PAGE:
It was demonstrated that balneotherapy affects cardiovascular, musculoskeletal, endocrine, autonomic nervous, and other systems and brings positive results for public health [25, 26, 46, 47]. According to the results shown by studies, the improvement of clinical parameters is significantly greater with thermal mineral water than with tap water [4853].

Natural mineral water is a general term applied to both spring and other underground continental waters (from deep-seated water wells). Due to the high temperature and high mineralisation, geothermal resources, such as hot springs or geothermal water from well, take an important place in the sectors of health and wellness [54]. About 25% of the direct use of geothermal water in the world is attributed to balneotherapy and bathing (2010) [54, 55].

According to the medical dictionary, health risk is a disease precursor associated with a higher than average morbidity or mortality rate. Health risk, as an integral phenomenon, consists of the deviation of the majority of an organism’s functions from normal, which is provoked by many factors. One of most significant factors is distress [3, 17]. By applying probabilistic analysis to human health risk assessments, we can effectively characterize variability and uncertainty in risk, which can lead to enhanced site decision-making for intervention effectiveness. Quantifying and qualifying of integral risk, as integrated risk governance, are stressed in documents and publications [5659]. We can account distress as a hazardous factor risk, and its health impact is also intervention impact on the change of health risk by using systemic approach where the health process development depends on positive and negative factors. Positive factors increase health recourses, while negative ones increase the risk. Depending on the health resources and risk profile, health development can take a balanced (normal), positive, or negative character [60, 61].

As balneotherapy affects the majority of the organism’s functions positively including the stress-related ones, we can make the hypothesis that balneotherapy has an integral effect and can affect health risk positively.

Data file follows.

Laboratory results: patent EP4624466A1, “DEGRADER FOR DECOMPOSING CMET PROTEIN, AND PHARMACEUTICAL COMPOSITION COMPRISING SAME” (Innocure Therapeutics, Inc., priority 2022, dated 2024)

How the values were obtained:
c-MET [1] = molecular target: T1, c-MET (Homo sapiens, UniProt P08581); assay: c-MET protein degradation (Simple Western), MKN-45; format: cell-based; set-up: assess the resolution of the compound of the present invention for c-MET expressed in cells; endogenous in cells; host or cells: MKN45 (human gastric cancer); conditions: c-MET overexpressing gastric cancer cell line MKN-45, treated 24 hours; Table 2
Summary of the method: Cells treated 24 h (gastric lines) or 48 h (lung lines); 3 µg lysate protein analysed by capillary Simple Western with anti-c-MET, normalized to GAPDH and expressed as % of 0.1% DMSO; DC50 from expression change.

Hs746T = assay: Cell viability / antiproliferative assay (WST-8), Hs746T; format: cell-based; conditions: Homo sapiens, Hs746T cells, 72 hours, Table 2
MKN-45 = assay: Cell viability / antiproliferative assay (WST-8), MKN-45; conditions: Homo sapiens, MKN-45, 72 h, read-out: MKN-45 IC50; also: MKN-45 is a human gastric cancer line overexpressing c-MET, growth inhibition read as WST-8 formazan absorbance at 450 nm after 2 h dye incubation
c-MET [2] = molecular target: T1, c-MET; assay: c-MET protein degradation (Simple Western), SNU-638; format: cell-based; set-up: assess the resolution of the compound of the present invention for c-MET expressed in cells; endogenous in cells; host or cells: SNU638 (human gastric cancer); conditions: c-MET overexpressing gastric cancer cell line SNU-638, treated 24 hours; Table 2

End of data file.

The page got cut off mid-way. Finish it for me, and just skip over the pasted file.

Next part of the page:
Aim of the study was to investigate the effects of highly mineralised geothermal water balneotherapy on distress and health risk.

2. Materials and Methods

The clinical trial was carried out in Klaipėda Seamen’s Hospital Maritime Medicine Centre, and in Klaipėda Seamen’s Health Care Centre, Klaipeda, Lithuania (2012). This open-label randomized controlled trial was implemented in observance of the rules of good clinical practice; protocol was approved by the regional Research Ethics Committee. Participants were 130 male seafarers aged between 25 and 64 years, working at sea for more than 5 years. All subjects were informed about the purpose, conditions, and course of the study prior to inclusion and signed participants’ agreement. Criteria for exclusion were acute organic neurological deficit, neoplastic or inflammatory lesion, decompensated cardiovascular disease, unstable metabolic disorders, febrilic infections, and cutaneous suppuration. The coding and randomisation of the respondents were applied to avoid subjective influences. The 130 studied participants were randomized into two groups: the geothermal water group (65) and the control (65) group. An individual who was not involved in the implementation of the study arranged the randomization according to the numbered series of prefilled envelopes.

65 participants underwent the course of 6 to 10 balneotherapy procedures, while the rest of the respondents were a part of the control group and did not receive any treatment. Balneotherapy was carried out on an outpatient on an everyday basis, for 5 days a week over a 2-week period, without changing their daily routines or going to work. The participants of the control group were not given any therapy and lived their usual life with no change in their daily routine or work attendance.